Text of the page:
Art-punk trio Asylums follow-up a splenetic debut with a more thoughtful but no less moving second effort in ‘Alien Human Emotions’.
“Songwriting can often be dictated by the environment you grow up in or the social/political climate. It does currently feel like there is a wave of bands taking things back into their own hands again and reclaiming control. This is exactly how the first wave of punk was born, people will only take being walked all over and lied to for so long before they snap and make their frustration heard.” These are the words of Jazz Miell, frontman for recent Southend art-punk band Asylums, who broke onto the scene with their debut Killer Brain Waves back in 2016. The above quotation was taken from an interview the band did with The Independent regarding their sophomore release Alien Human Emotions, which comes across as a more mature effort.
Before, Asylums infused the rebellious aspects of punk which was demonstrated expertly on their first single release ‘The Death Of Television’: hard, fast and energetic, and all in the space of a minute and a half. Now, though, Asylums have also emulated a Cribs-style production that can be likened to that of the Wakefield trio’s fifth album In The Belly Of The Brazen Bull, in the sense that it has a live, spontaneous feel to it. Cribs fan should take heed of this new release!
The band are leaving Earth in the opening track ‘Day Release To The Moon’, re-evaluating Earth’s current state on a trip into outer space (“Let’s go up into the sky”) asking themselves: what the hell is going on down there? The guitar chords in this song are as strong as the sentiment and relevancy that rides along them. The album artwork, where a couple is staring at a painting of the Earth, links well with this train of thought. ‘Millennials’ evokes a rather different slacker-rock vibe that deals with the disillusioned millennial youth or, as the media sometimes like to call, ‘The Lost Generation’. This slacker vibe is counteracted by the fierce nature of ‘Napalm Bubblegum’ and ‘Critical Mass’ which projects the anger of millennials because of the world around them.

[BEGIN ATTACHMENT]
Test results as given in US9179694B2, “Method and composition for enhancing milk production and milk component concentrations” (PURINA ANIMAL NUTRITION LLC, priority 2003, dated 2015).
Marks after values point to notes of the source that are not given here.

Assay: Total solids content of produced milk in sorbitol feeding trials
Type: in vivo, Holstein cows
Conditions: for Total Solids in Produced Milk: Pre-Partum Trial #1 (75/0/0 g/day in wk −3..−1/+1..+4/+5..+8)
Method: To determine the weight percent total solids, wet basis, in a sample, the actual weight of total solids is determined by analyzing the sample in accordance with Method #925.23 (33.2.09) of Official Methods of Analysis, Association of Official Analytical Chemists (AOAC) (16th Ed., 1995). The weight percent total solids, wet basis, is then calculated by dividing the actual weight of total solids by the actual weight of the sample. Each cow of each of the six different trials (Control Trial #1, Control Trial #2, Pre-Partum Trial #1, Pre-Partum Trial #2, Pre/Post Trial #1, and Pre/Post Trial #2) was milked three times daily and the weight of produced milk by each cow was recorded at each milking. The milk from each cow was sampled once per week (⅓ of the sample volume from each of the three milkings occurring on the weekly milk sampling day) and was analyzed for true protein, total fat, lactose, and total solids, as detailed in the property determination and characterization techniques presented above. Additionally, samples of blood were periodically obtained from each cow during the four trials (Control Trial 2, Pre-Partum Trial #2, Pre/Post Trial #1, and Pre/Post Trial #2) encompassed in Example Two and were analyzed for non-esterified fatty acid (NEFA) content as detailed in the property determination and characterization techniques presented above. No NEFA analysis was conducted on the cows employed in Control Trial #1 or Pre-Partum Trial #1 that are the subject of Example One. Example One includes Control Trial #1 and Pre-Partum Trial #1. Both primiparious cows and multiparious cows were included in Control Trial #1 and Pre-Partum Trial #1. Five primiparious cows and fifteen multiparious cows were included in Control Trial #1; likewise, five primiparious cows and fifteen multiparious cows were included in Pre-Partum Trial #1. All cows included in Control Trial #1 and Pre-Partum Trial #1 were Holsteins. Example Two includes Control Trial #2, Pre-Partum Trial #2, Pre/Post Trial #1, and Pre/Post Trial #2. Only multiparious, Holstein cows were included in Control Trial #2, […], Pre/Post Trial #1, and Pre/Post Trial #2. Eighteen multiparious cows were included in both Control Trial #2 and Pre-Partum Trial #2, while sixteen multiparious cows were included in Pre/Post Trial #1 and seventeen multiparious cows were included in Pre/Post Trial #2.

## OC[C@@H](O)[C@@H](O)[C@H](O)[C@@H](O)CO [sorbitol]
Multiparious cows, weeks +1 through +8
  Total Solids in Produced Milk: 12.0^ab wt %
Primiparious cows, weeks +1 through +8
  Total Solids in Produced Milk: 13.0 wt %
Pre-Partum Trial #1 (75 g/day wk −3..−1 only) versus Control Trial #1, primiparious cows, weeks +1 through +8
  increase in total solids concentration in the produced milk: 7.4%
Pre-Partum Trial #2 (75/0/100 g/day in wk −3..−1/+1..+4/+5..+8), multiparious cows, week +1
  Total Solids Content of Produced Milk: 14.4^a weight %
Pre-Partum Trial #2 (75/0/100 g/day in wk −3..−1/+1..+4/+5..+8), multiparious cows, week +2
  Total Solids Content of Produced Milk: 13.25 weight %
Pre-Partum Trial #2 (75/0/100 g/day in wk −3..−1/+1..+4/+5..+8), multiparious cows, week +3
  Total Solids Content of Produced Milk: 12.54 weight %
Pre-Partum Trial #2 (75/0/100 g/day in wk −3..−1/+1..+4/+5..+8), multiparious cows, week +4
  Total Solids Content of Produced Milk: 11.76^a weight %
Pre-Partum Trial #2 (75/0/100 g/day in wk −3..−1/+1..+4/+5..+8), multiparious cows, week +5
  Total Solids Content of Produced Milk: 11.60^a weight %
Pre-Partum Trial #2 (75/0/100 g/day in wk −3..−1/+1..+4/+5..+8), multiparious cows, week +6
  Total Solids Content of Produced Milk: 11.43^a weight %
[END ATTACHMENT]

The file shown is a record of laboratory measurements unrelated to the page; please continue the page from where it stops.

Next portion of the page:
In the same aforementioned Independent article previously, Miell referenced Brian Eno’s Thursday Afternoon album as an influence on the album’s more ambient moments, which crop up predominantly on the closing two tracks ‘Sexual Automation’ and ‘The Company You Keep’. The latter of which is embodied by the lyrics “Now it seems true friends will never let you down / You can lose your way following the crowd”, recognising the superficiality and fickleness among certain friendships because one person follows the trends and societal norms whilst the other rejects them. Ultimately, the only counsel you can ever truly keep is yourself.
There is never a dull moment on this album. Asylums persuasively embolden the social and political issues that exist today through an enchanting as well as agitated and frenetic approach. What defines Alien Human Emotions in contrast to other modern social/political albums is the effervescing and piquant charm behind it. If you enjoyed Parquet Courts’ politically-charged Wide Awake! earlier this year, then you cannot miss this album. (8/10) (Harry Beynon)
Listen to Alien Human Emotions by Asylums here via Spotify, and tell us what you think below!
Tags: album, Alien Human Emotions, Asylums, Cool Thing, Harry Beynon, Henry Tyler, Jazz Miell, Michael Webster, review
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